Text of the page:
Japan Cuts 2012 Review: THE WOODSMAN AND THE RAIN

Featured Critic; New York City, New York
Japan Cuts 2012 Review: THE WOODSMAN AND THE RAIN
The major highlight of this year's Japan Cuts festival for Japanese film fans, as well as fans of great acting in general, is the New York appearance of Koji Yakusho, one of Japan's most acclaimed and accomplished actors, who continues to work at the top of his form. The Eel, Cure (screening July 21), Eureka, Warm Water Under a Red Bridge, and Doppelganger are but a few of the more memorable films he has starred in. Japan Cuts this year will feature a career mini-retrospective devoted to Yakusho, which will include Shall We Dance?, Masayuki Suo's 1996 film that was many Westerners' introduction to Yakusho, as well as Takashi Miike's remake of 13 Assassins (which Yakusho will introduce on July 21), and his 2009 directorial debut Toad's Oil.

One of Yakusho's more recent films that will screen at the festival is this year's centerpiece presentation, Shuichi Okita's singularly odd comedy The Woodsman and the Rain, which contains a typically emotionally nuanced and quietly masterful performance from Yakusho. The film will screen July 20, 7pm at Japan Society, with an introduction and Q&A with Yakusho, who will receive the festival's "CUT ABOVE Award for Excellence in Film."

In The Woodsman and the Rain, Yakusho plays Katsu, a 60-year-old lumberjack laboring away in the Nakatsugawa forest in rural Japan, where he makes his living and leads a peaceful life in the nearby village. His main conflict is with his aimless, slacker son (Kengo Kora), whom he frequently berates for always quitting jobs and never sticking to anything. As the film opens, it is close to the second anniversary of the death of his wife, whom he dutifully makes homage to each day before he goes to work.

Katsu's contented routine is interrupted one day when a film production assistant (Kanji Furutachi), after narrowly escaping being struck by a felled tree, asks Katsu to stop using his chainsaw, since the noise is interrupting a nearby film shoot. Katsu complies with this request, and soon after he encounters the PA again, giving him a ride when the PA's car is stalled on the road. This time, the PA is accompanied by a meek, diffident young man named Koichi (Shun Oguri). Katsu is initially impatient with Koichi for not doing enough to help his older colleague, seeing in Koichi an echo of his son. 

The film being shot in the village and surrounding forest is a low-budget zombie movie, and besides helping to scout locations, Katsu, in a very funny scene, is drafted to play a zombie extra. He is forced to go home in his zombie makeup when the makeup artist is unavailable after the day's shooting. Katsu attends the screening of the dailies for the crew, and though he is embarrassed by seeing himself on screen, he begins to take quite a liking for the filmmaking process, and enjoys the impressed reactions of his friends when he describes his experience as an amateur actor. Katsu also takes a liking to Koichi, who as it turns out is not the lowly assistant he at first appears to be, but is actually the film's screenwriter and director. Koichi, however, is severely lacking in confidence, feeling that he's in over his head on his first film, dealing with temperamental actors and a surly cinematographer whose constant refrain before each take is "Are we gonna do this or not?" However, Katsu's encouragement and enthusiasm allows Koichi to gain the strength to fully believe in his own vision. Their relationship, which grows to be a surrogate father-son one, is mutually beneficial; Katsu discovers hidden sides of himself through his work on the film. And indeed, Katsu proves to be a valuable asset to the crew, enlisting many of the villagers to be part of a zombie-fighting army in the film, as well as being zombie extras, which occasions a great sight gag with the villagers going about their daily tasks and activities wearing zombie makeup. Also, Katsu's ability to accurately predict the arrival and departure of rain comes in very handy on the final day of the shoot.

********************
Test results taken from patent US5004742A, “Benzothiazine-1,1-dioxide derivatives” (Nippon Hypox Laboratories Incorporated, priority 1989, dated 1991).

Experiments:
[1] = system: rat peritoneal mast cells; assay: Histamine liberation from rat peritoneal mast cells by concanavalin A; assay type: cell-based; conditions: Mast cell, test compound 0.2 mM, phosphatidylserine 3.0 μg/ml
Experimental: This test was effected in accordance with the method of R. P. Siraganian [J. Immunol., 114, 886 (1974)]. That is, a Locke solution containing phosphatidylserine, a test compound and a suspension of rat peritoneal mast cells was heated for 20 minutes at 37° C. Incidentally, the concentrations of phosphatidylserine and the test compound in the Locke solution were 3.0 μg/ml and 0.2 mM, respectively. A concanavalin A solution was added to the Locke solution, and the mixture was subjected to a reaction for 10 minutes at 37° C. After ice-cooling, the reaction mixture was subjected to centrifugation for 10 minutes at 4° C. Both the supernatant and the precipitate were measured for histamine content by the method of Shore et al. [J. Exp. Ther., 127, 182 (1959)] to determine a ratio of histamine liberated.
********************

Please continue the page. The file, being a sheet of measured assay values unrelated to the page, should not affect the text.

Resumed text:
The Woodsman and the Rain, with a running time of over two hours, has a rambling, discursive quality and episodic structure that may seem to be too lengthy to sustain its premise, but in the confident hands of Okita and his co-screenwriter Fumio Moriya (Underwater Love), this proves to be much more of an asset than a liability. The grounded, unforced naturalism of the film's style, enhanced by the rustic beauty of its setting, as well as the believable sense of rapport in the interactions between the characters, lends the film a genial charm that becomes quite infectious. Koji Yakusho, as we have come to expect, gives his character a fully lived-in quality, and a gravity and multi-faceted approach to conveying a complete human life that seems effortless and is a beauty to watch. He interacts beautifully with all his co-stars, especially with the younger Oguri; old-school classicism and new-school indie sensibility combine in a riveting and satisfying fashion.

The July 20 screening of The Woodsman and the Rain is currently sold out, but there may be standby tickets available. For more information on this and other Japan Cuts selections, visit Japan Society's website.

The Woodsman and the Rain

  • Shûichi Okita
  • Shûichi Okita (based on the novel by)
  • Fumio Moriya (screenplay)
  • Shûichi Okita (screenplay)
  • Kôji Yakusho
  • Shun Oguri
  • Tsutomu Yamazaki
  • Kengo Kôra
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Shûichi OkitaFumio MoriyaKôji YakushoShun OguriTsutomu YamazakiKengo KôraComedy

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